What is Fentanyl?
Fentanyl is synthetic morphine. Fentanyl, heroin, morphine, and certain types of prescription pain medications all belong to the same class of opioid drugs.
Originally developed as a surgical anesthetic in the 1960s, fentanyl began to be used as a medication for severe pain management in the 1990s. The most common legal medical administration of fentanyl for pain management is by transdermal patch or sublingual spray.
Fentanyl can be 100 to 10,000 times more powerful than morphine, depending on how it is produced.
How Does Fentanyl Affect the Human Brain?
Fentanyl is designed to efficiently cross the blood-brain barrier, which results in an almost immediate analgesic (pain reduction), euphoric, and sedative effect.
The chemical structure of fentanyl allows it to cross the blood-brain barrier at 100x the rate of morphine. It is this combination of fast-acting effect and concentrated dosing that makes fentanyl an extremely powerful – and dangerous – narcotic.
Fentanyl Binds to Opioid Receptors Throughout the Brain & Body
Once inside the brain, fentanyl binds strongly to mu-opioid receptors in the spinal cord, brain stem, and areas of the brain involved with pain perception, motivation, learning, and reward processing:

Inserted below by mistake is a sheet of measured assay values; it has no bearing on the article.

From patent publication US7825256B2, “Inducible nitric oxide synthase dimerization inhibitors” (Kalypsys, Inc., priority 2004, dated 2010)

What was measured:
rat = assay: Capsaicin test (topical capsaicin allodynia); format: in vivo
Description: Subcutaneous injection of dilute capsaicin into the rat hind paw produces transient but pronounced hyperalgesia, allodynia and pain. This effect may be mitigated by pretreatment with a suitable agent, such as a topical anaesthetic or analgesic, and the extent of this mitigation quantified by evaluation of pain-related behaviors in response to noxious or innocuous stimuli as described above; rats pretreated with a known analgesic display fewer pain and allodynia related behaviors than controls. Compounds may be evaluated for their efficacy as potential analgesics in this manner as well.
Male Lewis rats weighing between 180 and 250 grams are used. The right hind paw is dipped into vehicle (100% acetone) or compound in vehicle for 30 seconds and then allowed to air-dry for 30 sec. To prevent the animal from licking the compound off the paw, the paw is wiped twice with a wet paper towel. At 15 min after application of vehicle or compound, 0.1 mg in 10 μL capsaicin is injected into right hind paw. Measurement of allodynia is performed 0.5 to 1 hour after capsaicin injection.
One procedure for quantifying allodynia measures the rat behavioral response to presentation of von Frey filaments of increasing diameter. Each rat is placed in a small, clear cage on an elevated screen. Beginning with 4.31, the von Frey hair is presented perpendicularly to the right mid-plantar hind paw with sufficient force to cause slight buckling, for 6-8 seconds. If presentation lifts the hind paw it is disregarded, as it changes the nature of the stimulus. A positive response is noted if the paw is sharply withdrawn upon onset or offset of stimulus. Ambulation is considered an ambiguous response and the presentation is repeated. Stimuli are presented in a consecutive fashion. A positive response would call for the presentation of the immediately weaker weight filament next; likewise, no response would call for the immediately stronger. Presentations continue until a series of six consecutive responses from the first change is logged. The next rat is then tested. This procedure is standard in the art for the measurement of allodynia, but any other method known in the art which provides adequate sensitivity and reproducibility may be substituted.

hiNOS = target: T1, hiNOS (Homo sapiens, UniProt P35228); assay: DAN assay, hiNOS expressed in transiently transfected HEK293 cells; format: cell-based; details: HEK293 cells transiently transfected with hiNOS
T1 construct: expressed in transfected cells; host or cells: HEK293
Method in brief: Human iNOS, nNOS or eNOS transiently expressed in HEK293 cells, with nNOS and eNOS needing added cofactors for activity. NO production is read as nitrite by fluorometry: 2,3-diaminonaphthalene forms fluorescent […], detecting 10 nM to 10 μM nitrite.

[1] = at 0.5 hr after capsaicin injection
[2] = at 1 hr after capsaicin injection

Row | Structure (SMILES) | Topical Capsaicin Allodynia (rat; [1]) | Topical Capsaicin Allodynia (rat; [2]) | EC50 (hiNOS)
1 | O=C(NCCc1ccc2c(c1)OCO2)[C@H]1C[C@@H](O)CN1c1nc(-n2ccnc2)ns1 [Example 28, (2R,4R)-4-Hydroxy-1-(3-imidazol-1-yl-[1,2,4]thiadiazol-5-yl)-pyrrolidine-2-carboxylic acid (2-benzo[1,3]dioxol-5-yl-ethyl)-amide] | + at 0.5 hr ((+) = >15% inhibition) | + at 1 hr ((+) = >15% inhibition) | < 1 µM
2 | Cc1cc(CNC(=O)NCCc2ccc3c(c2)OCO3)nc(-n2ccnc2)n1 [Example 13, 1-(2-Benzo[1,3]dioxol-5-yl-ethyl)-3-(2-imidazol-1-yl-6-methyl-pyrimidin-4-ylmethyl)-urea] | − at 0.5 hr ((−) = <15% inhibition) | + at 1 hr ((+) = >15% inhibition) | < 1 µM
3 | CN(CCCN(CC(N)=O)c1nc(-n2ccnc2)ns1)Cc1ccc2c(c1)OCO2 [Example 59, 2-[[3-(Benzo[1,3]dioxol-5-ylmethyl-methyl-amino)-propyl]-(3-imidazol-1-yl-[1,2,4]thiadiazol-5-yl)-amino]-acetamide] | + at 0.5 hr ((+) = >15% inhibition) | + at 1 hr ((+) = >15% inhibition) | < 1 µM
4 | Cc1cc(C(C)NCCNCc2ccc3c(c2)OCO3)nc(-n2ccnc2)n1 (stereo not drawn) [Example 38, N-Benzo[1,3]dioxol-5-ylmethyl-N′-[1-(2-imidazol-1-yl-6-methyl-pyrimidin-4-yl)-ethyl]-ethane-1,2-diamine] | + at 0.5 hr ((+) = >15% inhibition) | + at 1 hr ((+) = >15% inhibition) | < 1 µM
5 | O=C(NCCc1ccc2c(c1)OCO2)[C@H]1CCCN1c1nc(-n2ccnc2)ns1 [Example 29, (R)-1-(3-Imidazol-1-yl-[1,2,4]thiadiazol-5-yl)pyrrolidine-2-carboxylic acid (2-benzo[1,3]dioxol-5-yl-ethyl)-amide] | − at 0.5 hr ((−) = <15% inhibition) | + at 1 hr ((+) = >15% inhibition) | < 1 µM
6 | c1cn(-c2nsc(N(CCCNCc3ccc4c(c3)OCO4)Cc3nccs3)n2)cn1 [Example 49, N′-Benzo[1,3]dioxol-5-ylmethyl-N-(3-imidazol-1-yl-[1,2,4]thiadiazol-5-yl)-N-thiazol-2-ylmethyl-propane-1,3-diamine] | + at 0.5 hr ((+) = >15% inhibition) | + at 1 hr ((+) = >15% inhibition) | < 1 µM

As noted in this graphic, fentanyl overdose deaths are usually caused by activated opioid receptors in the brain stem that suppress or stop the breathing reflex. With the strong potency of fentanyl, risk of overdose death is very high when used outside of closely monitored medical purposes.
Fentanyl and other opioid drugs can essentially hijack the brain’s natural motivation and reward system, leading to a strong, maladaptive form of learning – commonly known as addiction or substance use disorder.
Opioid drugs recruit neuronal pathways and neurotransmitter systems in the brain that are necessary for motivation, learning, and reward. It is this “takeover” of the brain’s natural learning and reward centers by opioid drugs that cause an almost immediate addiction risk.
Chronic Opioid Use and Cognitive Impairment
Long term opioid therapy (> 3 months) can lead to cognitive impairment.
In a study that looked at patients with chronic low back pain, researchers found that the group of patients who used opioid medications for pain management performed significantly worse on cognitive testing relative to the pain management group that used non-opioid pain management methods.